Life is full of contradictions. Or, the way we view life is full of contradictions. We spend a lot of time labeling and deciding who we are and what we are going to achieve. However, the irony is that we rarely know exactly what those labels mean and what those achievements will require. When you set out to become a writer—you don’t actually know what it’s going to take to develop your work and grow your voice. You never know what marriage or raising a child, or becoming a force in business, or scaling a mountain will be like until you do it. And without fail, what it takes to complete an undertaking is never quite what we think it is.
Some of this is due the difference between an image, a moment, a product, and its reality. We are introduced to things in fragments. The child you interact with at a birthday party, the couple you meet at lunch, the book signing you attend and the subsequent novel you read—all those things are but one facet of the fullness of the thing. Parenting is made up of millions of moments—conversations, meltdowns, bath times, meal times, laundry, laughter and curses. The same for a couple—a relationship is made up of uncountable conversations and interactions and disappointments and surprises. You can never fathom the contours (and relentlessness) (and brutality) of a thing without actually experiencing it.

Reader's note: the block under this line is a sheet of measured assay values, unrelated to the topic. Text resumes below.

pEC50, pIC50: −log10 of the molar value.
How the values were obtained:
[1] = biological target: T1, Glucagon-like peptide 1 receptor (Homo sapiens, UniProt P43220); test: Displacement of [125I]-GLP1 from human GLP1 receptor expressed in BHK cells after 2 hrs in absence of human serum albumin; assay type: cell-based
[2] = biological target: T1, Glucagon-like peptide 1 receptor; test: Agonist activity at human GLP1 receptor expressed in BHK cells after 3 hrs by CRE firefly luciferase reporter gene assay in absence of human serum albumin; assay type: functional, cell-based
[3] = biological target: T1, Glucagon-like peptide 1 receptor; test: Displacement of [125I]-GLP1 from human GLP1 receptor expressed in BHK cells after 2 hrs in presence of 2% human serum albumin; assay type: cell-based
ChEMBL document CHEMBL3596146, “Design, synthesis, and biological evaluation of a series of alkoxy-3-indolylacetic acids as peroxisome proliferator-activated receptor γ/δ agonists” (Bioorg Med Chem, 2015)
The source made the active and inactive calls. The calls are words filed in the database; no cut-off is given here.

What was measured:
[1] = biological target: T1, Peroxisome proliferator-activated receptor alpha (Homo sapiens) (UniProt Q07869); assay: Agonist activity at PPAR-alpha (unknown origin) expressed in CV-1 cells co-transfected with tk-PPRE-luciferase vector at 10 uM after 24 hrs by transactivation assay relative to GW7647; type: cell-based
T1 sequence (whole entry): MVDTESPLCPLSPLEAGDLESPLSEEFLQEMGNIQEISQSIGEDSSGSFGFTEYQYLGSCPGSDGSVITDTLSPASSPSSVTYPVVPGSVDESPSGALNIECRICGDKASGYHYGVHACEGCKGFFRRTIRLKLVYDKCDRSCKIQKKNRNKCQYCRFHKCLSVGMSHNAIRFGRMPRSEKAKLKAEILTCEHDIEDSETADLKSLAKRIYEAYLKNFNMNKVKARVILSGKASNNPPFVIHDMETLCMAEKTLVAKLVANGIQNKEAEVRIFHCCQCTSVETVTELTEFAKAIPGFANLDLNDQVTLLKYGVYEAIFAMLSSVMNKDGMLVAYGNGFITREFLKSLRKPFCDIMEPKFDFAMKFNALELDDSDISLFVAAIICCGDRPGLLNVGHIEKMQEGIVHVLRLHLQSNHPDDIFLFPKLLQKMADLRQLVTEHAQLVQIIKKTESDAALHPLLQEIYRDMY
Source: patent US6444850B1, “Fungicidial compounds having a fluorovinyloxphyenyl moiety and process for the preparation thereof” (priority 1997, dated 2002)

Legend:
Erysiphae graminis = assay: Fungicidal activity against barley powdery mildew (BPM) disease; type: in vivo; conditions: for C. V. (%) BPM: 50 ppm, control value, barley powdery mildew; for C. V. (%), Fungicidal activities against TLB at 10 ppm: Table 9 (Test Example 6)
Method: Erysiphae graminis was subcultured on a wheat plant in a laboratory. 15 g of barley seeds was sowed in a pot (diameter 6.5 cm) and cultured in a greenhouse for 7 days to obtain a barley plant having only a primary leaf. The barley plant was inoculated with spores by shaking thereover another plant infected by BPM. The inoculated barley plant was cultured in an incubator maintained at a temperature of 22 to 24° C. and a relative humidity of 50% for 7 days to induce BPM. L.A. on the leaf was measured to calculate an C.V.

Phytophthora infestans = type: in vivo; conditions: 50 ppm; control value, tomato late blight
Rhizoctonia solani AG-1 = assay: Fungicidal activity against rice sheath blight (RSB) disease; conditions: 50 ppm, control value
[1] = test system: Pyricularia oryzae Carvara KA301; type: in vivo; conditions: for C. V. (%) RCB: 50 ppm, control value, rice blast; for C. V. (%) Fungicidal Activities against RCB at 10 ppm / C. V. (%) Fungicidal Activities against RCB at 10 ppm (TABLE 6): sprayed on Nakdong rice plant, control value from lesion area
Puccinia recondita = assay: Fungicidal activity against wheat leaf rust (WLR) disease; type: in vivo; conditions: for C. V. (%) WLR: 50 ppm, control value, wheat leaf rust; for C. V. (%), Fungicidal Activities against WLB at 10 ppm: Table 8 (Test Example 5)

The conflict between what a thing seems like and what it really is can often leave us with a sensation of bewilderment and disappointment. You commit to a big undertaking and in the middle of it, you look up and ask, “Is this it?” And there are so many nuances to that question. “Is this really what this is about?” “Is this all there is?” “Is this really how it feels?” Maybe the undertaking is just as gratifying as you thought it would be, but it’s so much harder than you anticipated. Maybe you were ready for the hard work but it isn’t as gratifying as you thought it would be. Maybe it’s a mix of challenge and gratification, and the whiplash between sensations is hard to balance. Whatever the pursuit, rarely is reaching or living your goals exactly what you expected.